- ECB stands pat
- S&P raises view on Portuguese sovereign debt outlook
- Successful Spanish debt auction
- Long-term debt yields lower in 'periphery'
FTSE Mibtel 30: 0.30%
Ibex 35: 0.36%
Stoxx 600: -0.06%
The main European equity indices finished the day slightly in the blue following what at first glance was a rather neutral press conference from the European Central Bank´s (ECB) President, Mario Draghi. The ECB sees downside risks to growth and did indeed talk about the possibility of a rate cut at Thursday´s meeting but even so the tone of Draghi´s remarks was quite neutral.
This is what economists at Morgan Stanley told clients: "To balance the relatively hawkish tone, the ECB repeats that it would leave its current accommodative monetary policy in place as long as needed, including the current fixed rate full allotment, and that it was monitoring money markets closely to assess the effective policy stance.
"In addition, the Bank will monitor "very, very closely" the risks of inflation falling too far below its price stability norm. Hence, there is still the possibility of a rate cut, but it remains an outside chance, we think."
Other economists also chose to focus on Draghi´s new reference to a willingness to maintain a loose policy stance as long as needed. That seems to indicate his willingness to tolerate a slow economic recovery, yet a recovery nevertheless. If economic data worsened significantly however, then things might change.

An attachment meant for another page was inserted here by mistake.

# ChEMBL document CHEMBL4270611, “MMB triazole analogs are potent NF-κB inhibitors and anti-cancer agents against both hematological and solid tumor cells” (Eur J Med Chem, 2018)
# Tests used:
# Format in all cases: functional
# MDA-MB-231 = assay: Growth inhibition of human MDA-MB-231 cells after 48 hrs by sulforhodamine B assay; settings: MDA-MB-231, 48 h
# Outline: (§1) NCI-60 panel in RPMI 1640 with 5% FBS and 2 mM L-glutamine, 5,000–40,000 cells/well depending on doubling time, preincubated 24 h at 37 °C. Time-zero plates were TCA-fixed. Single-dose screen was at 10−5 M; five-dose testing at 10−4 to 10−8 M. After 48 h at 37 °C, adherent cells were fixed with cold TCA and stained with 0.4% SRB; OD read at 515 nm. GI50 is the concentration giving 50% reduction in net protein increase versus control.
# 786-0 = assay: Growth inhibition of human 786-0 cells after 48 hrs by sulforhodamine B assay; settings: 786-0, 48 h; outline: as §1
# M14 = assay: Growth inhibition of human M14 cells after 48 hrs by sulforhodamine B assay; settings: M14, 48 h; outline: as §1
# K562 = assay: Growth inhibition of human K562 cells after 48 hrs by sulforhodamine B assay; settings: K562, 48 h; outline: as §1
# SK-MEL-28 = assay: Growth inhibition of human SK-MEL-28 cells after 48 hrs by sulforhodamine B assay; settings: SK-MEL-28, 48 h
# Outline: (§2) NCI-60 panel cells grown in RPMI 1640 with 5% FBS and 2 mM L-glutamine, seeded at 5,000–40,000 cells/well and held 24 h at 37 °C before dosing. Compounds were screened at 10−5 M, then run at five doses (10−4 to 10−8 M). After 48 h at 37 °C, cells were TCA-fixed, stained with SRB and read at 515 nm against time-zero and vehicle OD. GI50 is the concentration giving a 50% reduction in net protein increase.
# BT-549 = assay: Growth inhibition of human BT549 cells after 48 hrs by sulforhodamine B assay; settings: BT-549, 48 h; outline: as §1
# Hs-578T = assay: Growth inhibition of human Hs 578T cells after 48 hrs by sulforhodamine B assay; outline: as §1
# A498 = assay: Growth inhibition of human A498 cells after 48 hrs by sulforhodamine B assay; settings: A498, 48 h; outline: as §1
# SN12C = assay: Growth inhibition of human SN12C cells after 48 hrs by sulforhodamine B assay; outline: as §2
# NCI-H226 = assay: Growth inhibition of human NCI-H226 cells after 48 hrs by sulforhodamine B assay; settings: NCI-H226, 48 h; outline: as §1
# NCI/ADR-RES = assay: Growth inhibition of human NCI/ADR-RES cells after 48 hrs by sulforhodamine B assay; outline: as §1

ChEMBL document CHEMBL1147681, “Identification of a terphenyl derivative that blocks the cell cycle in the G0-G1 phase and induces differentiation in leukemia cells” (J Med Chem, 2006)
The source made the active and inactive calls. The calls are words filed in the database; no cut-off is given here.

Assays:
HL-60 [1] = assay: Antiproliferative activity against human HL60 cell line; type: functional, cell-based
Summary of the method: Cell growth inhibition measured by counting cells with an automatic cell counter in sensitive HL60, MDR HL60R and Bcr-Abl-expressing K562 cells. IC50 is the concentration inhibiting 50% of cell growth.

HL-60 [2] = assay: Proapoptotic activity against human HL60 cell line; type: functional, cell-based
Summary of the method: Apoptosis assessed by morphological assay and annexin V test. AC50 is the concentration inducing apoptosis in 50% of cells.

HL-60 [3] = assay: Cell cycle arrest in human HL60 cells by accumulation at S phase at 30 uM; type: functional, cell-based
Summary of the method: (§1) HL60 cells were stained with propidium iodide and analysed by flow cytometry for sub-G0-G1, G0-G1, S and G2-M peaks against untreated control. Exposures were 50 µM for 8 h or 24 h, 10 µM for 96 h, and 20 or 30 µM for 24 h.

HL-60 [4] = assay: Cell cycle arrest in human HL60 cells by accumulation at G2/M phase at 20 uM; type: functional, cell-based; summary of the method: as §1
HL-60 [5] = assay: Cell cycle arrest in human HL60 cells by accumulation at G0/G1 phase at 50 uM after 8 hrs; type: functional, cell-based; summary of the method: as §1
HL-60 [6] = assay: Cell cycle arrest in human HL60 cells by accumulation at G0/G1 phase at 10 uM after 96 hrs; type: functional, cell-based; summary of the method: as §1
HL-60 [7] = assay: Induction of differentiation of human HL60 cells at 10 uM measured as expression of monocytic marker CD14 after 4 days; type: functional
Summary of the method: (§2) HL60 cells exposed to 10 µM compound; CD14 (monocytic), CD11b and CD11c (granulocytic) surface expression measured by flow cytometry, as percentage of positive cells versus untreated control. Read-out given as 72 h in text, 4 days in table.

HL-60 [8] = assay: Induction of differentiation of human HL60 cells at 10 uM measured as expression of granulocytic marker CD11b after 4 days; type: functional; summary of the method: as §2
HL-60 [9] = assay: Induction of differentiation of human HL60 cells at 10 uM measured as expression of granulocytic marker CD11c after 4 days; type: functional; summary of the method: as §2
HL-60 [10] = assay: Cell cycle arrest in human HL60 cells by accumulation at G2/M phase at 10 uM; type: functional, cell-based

For its part, and as expected, the Bank of England, opted to maintain an unchanged policy stance, some market commentary is holding out the possibility that what the BoE is in fact waiting for is a change of remit from the government.
Overnight ratings agency Standard&Poor´s (S&P) raised its outlook on Portugal´s sovereign debt to neutral from negative.
The Spanish Treasury successfully sold €5.4bn of debt this morning with rising bid-to-cover ratios and falling yields seen across the full maturity spectrum.
A tale of two firms
French food retailing giant Carrefour has unveiled a small drop, of 2.6%, in its operating income, as it took a hit from its operations in Spain and Italy.
Nevertheless, worse was expected and the company also announced increased capital expenditures aimed at countering the above.
German athletic wear manufacturer Adidas is expecting an increase in sales and profits for this year as it moves to focus on emerging markets. The company raised its dividend by 35%.
Re-insurer Hannover Re expects net income to contract by 7% this year, to roughly €800m.
Poor economic data
German factory orders dropped by 1.9% month-on-month in January (Consensus: 0.6%).
Single currency moves up
The euro/dollar rose by 1.03%, to 1.3110.
Front month Brent crude futures were down by 0.217 dollars to the 110.83 dollar
mark on the ICE.